Teaching and Research
Michael Cronin's research concerns the role of the local in Japanese literature, cinema, and other popular culture. His monograph, Osaka Modern: The City in the Japanese Imaginary (Harvard East Asian Monographs, 2017), examines the relation between Japan's merchant capital and the imperial nation in film and literature of the transwar period, from the 1930s to the 1950s. He has translated Tanizaki Jun'ichirō's final novel, The Maids (New Directions, 2017). His most recent article, "Between Jeju and Hanshin: Intimate Migration" (Japanese Studies, 2022), looks at the historical link between Osaka and the Korean island of Jeju as represented in late works by the writer Oda Makoto. He is currently pursuing a book-length project that explores the pivotal year 1995 as represented in anime, manga, literature, and film.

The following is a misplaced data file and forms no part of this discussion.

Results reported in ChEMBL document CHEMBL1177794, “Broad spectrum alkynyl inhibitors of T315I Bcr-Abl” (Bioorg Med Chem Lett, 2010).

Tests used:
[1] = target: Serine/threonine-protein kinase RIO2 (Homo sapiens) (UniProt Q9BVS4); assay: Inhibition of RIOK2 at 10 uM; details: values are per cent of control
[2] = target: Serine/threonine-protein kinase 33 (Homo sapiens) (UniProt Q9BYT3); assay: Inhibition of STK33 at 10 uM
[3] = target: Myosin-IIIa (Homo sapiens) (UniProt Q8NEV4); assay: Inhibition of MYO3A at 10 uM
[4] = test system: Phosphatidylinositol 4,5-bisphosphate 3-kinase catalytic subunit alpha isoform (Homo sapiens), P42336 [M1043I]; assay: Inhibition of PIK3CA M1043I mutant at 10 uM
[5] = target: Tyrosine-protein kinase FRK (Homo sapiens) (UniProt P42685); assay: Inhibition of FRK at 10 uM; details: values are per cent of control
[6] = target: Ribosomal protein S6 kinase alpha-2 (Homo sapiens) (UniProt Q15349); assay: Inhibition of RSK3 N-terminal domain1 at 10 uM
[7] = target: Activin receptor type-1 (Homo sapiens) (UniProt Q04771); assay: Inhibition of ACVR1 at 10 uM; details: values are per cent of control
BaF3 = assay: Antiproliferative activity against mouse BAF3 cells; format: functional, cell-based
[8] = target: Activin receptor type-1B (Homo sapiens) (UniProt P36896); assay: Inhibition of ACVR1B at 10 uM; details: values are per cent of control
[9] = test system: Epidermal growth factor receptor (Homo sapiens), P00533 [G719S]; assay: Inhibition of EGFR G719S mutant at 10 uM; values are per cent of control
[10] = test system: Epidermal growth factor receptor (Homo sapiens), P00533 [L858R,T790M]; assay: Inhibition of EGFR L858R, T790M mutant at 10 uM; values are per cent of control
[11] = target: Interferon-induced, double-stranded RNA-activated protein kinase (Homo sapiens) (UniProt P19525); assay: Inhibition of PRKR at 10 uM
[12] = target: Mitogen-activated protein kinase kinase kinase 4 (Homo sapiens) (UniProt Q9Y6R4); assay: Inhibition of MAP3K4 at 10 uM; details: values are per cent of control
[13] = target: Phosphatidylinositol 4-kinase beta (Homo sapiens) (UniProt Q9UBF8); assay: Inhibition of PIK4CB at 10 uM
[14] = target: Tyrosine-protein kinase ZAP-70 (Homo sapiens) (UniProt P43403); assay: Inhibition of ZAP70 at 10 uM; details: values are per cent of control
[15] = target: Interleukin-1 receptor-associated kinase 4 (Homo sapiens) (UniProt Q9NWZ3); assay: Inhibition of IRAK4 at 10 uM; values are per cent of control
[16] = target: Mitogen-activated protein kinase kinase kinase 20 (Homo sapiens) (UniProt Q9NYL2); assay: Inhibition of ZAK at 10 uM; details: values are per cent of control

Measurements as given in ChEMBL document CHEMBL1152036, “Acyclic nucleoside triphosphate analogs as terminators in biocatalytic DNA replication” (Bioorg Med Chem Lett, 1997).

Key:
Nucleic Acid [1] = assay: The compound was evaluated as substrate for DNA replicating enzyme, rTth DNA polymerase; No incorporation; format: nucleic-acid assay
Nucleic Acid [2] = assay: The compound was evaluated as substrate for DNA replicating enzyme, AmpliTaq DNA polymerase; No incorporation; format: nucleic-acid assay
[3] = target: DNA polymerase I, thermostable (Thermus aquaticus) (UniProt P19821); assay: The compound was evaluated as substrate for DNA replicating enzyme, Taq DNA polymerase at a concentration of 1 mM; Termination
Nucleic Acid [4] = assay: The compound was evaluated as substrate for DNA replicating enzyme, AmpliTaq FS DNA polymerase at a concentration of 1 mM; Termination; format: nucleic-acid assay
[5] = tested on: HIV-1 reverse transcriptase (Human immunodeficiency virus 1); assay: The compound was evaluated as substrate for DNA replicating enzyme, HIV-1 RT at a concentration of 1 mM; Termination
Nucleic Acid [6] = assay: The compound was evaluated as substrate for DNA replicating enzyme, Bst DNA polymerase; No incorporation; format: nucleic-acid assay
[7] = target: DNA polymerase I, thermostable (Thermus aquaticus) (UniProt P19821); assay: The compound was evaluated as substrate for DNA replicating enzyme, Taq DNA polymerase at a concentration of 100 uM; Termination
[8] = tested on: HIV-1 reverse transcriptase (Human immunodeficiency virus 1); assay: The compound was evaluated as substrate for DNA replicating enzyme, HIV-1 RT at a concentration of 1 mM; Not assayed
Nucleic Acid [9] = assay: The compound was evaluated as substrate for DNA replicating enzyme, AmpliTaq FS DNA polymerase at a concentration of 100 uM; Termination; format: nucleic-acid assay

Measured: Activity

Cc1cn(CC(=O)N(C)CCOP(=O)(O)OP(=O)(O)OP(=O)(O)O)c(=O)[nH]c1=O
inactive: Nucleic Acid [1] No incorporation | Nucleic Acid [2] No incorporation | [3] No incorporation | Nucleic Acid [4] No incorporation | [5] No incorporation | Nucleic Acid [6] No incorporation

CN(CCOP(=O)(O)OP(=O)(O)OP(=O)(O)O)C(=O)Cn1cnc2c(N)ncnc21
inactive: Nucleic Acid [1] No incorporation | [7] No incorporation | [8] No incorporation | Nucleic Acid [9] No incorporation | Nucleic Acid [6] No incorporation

Michael received his BA from Boston College and his PhD in Japanese Studies from the University of California, Irvine (2010). He has been a visiting researcher at Hosei University, in Tokyo, working with Professor Kawamura Minato (2004-05), and at Ritsumeikan University, in Kyoto, with Professor Nakagawa Shigemi (2012-13). Before entering graduate school, Michael lived and worked in the Hanshin (Osaka-Kobe) region of Japan for eight years. He joined the faculty of William & Mary in 2009, and teaches courses on Japanese literature and culture, including "Anime Explores the Posthuman" (JAPN 100); "What if: Japan's Alternate Histories" (COLL 150); Japan's Ghosts and Demons" (JAPN 208); and "The Japanese City" (JAPN 320).